Australia introduces voluntary bisphenol A phase out

By Rory Harrington

- Last updated on GMT

Related tags Bpa Food contact materials Bisphenol a

International pressure to eliminate bisphenol A from food contact materials intensified yesterday after the Australian Government unveiled a deal with major retailers to begin the immediate phasing out of baby bottles containing bisphenol A (BPA).

In the United States, an environmental group said it had filed a lawsuit against the Food and Drug Administration (FDA) alleging it had failed to take action over the chemical quickly enough.

The announcements follow last week’s call by some 60 scientific experts and NGOs from across the globe for the European Food Safety Authority (EFSA) to take action curb human exposure to BPAl.

Australian phase out

In Australia, the Government said it had reached a voluntary agreement with major retailers to gradually remove BPA-containing bottles from sale. Parliamentary Secretary for Health Mark Butler said growing public concern over the chemical, which is used as a plasticiser in polycarbonate bottles, was the reason behind the Government brokering the deal with a string of leading retailers after months of negotiations.

The phase out will begin tomorrow (1 July) – with Wesfarmers group (Coles, K Mart and Target), and retailers Woolworths, Big W and Aldi all agreeing to take part. The move coincides with the start of Denmark’s ban on the chemical in food contact materials aimed at children aged three and under. Last week, the French senate confirmed it would be introducing a similar ban.

But the Australian minister stressed the agreement did not mark a change in the country's position on the safety of BPA.

“Food Standards Australia New Zealand (FSANZ) has evaluated the safety of BPA and plasticisers in baby bottles and concluded that levels of intake of BPA or plasticisers are very low and do not pose a risk to babies health,”​ Butler said. “The Government has listened to families on the issue of BPA and we have taken appropriate action."

However, he highlighted the announcement in the US in January that the FDA would be carrying out further research into the risks for babies and infants associated with BPA and that a number of other countries had taken action on the substance.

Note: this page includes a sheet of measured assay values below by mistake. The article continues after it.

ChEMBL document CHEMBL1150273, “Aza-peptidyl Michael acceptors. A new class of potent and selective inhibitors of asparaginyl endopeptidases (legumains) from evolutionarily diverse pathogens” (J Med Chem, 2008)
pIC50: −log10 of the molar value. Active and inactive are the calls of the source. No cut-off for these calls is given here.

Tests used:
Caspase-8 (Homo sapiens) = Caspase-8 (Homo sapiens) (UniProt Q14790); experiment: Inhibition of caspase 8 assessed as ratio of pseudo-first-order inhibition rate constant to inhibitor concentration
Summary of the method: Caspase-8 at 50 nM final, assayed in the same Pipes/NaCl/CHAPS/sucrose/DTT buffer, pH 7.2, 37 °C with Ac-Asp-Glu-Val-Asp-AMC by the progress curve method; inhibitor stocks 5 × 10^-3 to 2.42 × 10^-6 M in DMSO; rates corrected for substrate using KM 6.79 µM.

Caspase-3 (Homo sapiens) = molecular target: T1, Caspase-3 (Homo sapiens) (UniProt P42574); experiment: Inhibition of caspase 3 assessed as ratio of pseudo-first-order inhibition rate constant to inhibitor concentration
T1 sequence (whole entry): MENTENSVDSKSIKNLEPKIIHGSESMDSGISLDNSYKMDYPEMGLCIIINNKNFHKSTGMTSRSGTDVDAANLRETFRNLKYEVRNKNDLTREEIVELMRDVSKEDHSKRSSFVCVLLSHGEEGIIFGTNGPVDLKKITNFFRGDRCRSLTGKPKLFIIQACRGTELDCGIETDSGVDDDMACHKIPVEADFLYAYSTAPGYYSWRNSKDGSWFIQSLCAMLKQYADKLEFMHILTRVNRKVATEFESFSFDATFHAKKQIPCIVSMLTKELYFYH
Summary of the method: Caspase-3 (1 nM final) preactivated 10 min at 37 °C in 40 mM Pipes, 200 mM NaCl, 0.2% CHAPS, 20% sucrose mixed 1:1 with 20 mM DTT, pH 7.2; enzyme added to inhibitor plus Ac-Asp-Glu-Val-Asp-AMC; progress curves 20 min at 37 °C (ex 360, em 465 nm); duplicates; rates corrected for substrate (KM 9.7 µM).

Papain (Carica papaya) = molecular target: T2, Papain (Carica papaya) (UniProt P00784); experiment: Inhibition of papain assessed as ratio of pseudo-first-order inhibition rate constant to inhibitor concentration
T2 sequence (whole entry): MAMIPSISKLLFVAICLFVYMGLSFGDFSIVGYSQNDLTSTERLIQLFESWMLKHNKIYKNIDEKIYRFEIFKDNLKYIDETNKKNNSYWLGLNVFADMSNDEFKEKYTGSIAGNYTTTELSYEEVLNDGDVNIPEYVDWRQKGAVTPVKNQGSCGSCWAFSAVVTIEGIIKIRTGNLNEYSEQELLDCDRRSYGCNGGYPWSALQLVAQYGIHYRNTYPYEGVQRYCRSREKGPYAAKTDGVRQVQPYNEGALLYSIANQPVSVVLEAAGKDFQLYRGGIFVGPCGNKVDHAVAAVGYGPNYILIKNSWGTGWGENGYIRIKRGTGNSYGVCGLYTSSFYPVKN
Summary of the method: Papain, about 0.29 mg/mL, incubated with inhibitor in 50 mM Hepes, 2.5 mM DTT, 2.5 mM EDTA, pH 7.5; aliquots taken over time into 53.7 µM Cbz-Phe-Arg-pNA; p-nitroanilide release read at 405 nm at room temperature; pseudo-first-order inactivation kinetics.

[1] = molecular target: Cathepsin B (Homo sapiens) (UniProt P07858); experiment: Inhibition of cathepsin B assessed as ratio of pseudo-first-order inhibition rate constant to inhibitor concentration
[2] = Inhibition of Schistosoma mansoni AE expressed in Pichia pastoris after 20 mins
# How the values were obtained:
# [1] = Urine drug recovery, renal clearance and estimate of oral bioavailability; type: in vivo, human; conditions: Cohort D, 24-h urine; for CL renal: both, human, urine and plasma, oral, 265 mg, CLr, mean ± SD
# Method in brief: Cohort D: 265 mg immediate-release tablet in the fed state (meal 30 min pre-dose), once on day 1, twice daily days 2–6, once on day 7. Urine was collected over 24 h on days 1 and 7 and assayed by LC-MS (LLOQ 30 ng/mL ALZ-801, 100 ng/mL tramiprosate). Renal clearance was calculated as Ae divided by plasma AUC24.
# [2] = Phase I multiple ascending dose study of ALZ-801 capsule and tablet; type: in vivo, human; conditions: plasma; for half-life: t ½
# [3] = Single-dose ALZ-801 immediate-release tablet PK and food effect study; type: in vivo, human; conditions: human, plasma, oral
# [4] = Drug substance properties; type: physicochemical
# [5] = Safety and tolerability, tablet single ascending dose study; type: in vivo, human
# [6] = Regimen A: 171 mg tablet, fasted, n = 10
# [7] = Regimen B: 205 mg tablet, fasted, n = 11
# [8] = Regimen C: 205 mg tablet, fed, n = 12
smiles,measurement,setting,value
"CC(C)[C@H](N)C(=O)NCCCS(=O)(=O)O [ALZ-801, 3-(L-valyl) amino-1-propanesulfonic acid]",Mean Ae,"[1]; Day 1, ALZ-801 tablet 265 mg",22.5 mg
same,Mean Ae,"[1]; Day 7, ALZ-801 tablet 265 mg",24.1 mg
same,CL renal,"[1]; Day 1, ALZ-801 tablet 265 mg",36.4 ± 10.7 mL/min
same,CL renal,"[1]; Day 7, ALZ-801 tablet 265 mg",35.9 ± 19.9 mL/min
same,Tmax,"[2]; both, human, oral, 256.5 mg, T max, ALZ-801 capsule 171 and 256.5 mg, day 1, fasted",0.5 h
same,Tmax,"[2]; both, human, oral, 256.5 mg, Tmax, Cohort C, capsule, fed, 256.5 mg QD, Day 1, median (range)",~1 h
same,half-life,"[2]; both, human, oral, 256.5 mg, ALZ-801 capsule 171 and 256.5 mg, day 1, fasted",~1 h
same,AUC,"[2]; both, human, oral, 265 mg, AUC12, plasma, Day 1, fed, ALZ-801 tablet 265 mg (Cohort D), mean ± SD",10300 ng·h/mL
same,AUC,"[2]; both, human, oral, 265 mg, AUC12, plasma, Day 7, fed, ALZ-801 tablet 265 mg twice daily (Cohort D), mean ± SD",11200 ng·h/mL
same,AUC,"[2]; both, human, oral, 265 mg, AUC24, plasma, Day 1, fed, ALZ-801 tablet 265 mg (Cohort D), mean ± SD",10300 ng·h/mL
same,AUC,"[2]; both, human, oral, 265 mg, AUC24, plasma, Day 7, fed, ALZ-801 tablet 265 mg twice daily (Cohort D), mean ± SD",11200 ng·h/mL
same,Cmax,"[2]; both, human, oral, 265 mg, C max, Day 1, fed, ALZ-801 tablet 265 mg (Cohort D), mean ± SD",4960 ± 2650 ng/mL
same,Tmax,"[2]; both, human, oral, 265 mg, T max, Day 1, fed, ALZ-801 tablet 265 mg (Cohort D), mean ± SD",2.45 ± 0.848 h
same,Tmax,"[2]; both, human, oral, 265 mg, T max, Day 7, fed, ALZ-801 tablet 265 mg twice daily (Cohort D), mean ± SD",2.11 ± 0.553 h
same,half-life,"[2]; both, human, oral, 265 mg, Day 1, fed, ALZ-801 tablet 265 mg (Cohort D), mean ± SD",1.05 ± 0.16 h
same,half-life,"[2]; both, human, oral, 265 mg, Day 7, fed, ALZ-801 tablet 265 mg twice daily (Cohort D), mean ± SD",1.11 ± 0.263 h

“The Australian Government appreciates there has been a level of public concern relating to BPA in baby bottles and, as such, has worked extensively with retailers to introduce the phase out,”​ added Butler.

FDA sued

The US-based National Resource Defense Council said it has filed a lawsuit against the FDA, accusing the safety watchdog of failing to take action on the chemical.

The environmental group said it had “lost patience” after lodging a petition on BPA with the federal regulator 18 months ago.

NRDC petition argues that the existing scientific evidence is more than sufficient to conclude that BPA in our food supply is not safe for human consumption. The group points to the FDA announcement made at the start of 2010 expressing concerns over the effects of exposure to brain and reproductive health.

“The FDA has been slow to acknowledge current science on BPA and has been reluctant to regulate use of this chemical in food packaging,”​ said the NRDC’s Sarah Janssen.

She cited research that found 90 per cent of the US population had traces of the chemical in their bodies.

“Most people assume that the government wouldn’t allow Americans to be exposed to BPA if it wasn’t safe, but while the FDA has been reviewing the science, as of yet, no action has been taken,”​ said Janssen. “So today, the NRDC has asked the court to order the FDA to act.”

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